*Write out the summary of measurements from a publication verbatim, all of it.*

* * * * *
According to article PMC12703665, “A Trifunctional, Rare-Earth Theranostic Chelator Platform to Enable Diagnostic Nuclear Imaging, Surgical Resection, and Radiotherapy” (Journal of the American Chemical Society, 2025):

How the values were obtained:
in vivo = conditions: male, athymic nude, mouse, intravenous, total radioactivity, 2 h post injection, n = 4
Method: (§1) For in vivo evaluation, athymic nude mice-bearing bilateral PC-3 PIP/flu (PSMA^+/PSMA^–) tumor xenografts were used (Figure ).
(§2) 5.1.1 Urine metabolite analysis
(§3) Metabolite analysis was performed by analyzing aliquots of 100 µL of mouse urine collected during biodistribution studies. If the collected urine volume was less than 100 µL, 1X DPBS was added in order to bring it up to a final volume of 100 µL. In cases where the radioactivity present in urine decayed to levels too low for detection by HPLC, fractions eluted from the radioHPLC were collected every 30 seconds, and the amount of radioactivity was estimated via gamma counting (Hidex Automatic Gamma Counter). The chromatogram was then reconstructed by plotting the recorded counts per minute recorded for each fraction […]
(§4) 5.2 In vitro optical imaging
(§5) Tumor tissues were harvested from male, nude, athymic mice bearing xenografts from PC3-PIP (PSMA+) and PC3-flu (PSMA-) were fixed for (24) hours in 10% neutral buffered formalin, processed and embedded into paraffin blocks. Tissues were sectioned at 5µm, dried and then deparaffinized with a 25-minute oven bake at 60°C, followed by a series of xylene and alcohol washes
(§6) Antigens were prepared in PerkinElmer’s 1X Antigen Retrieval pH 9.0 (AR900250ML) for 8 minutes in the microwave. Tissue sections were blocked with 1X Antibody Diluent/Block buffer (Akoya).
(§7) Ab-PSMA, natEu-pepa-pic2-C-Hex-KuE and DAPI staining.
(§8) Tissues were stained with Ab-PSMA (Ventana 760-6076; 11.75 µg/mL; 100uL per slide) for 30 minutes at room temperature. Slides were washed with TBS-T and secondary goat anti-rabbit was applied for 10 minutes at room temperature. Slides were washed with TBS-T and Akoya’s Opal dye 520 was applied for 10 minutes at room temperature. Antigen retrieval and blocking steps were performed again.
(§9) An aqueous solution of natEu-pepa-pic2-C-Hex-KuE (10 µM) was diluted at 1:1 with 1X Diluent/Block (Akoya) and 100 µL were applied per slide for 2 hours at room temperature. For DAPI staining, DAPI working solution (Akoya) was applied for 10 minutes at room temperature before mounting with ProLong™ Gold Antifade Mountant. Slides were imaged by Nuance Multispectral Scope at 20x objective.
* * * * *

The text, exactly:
According to article PMC12703665, “A Trifunctional, Rare-Earth Theranostic Chelator Platform to Enable Diagnostic Nuclear Imaging, Surgical Resection, and Radiotherapy” (Journal of the American Chemical Society, 2025):

How the values were obtained:
in vivo = conditions: male, athymic nude, mouse, intravenous, total radioactivity, 2 h post injection, n = 4
Method: (§1) For in vivo evaluation, athymic nude mice-bearing bilateral PC-3 PIP/flu (PSMA^+/PSMA^–) tumor xenografts were used (Figure ).
(§2) 5.1.1 Urine metabolite analysis
(§3) Metabolite analysis was performed by analyzing aliquots of 100 µL of mouse urine collected during biodistribution studies. If the collected urine volume was less than 100 µL, 1X DPBS was added in order to bring it up to a final volume of 100 µL. In cases where the radioactivity present in urine decayed to levels too low for detection by HPLC, fractions eluted from the radioHPLC were collected every 30 seconds, and the amount of radioactivity was estimated via gamma counting (Hidex Automatic Gamma Counter). The chromatogram was then reconstructed by plotting the recorded counts per minute recorded for each fraction […]
(§4) 5.2 In vitro optical imaging
(§5) Tumor tissues were harvested from male, nude, athymic mice bearing xenografts from PC3-PIP (PSMA+) and PC3-flu (PSMA-) were fixed for (24) hours in 10% neutral buffered formalin, processed and embedded into paraffin blocks. Tissues were sectioned at 5µm, dried and then deparaffinized with a 25-minute oven bake at 60°C, followed by a series of xylene and alcohol washes
(§6) Antigens were prepared in PerkinElmer’s 1X Antigen Retrieval pH 9.0 (AR900250ML) for 8 minutes in the microwave. Tissue sections were blocked with 1X Antibody Diluent/Block buffer (Akoya).
(§7) Ab-PSMA, natEu-pepa-pic2-C-Hex-KuE and DAPI staining.
(§8) Tissues were stained with Ab-PSMA (Ventana 760-6076; 11.75 µg/mL; 100uL per slide) for 30 minutes at room temperature. Slides were washed with TBS-T and secondary goat anti-rabbit was applied for 10 minutes at room temperature. Slides were washed with TBS-T and Akoya’s Opal dye 520 was applied for 10 minutes at room temperature. Antigen retrieval and blocking steps were performed again.
(§9) An aqueous solution of natEu-pepa-pic2-C-Hex-KuE (10 µM) was diluted at 1:1 with 1X Diluent/Block (Akoya) and 100 µL were applied per slide for 2 hours at room temperature. For DAPI staining, DAPI working solution (Akoya) was applied for 10 minutes at room temperature before mounting with ProLong™ Gold Antifade Mountant. Slides were imaged by Nuance Multispectral Scope at 20x objective.